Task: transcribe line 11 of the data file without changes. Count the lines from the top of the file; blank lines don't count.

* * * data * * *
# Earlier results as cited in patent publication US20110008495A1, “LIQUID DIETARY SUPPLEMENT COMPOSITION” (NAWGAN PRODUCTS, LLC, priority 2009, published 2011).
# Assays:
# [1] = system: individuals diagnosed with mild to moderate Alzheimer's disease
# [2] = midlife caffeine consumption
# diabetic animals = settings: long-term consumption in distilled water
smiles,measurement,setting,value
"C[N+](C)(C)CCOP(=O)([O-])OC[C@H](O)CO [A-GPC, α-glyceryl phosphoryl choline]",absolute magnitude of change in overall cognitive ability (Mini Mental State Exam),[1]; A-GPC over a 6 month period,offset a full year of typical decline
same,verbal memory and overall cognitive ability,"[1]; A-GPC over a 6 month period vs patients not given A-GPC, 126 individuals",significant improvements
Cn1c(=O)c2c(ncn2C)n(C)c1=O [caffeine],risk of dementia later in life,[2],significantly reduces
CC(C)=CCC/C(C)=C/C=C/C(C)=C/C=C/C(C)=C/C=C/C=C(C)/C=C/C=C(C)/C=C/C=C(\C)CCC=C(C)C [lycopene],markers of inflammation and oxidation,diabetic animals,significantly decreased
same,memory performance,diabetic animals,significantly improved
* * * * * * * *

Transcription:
same,memory performance,diabetic animals,significantly improved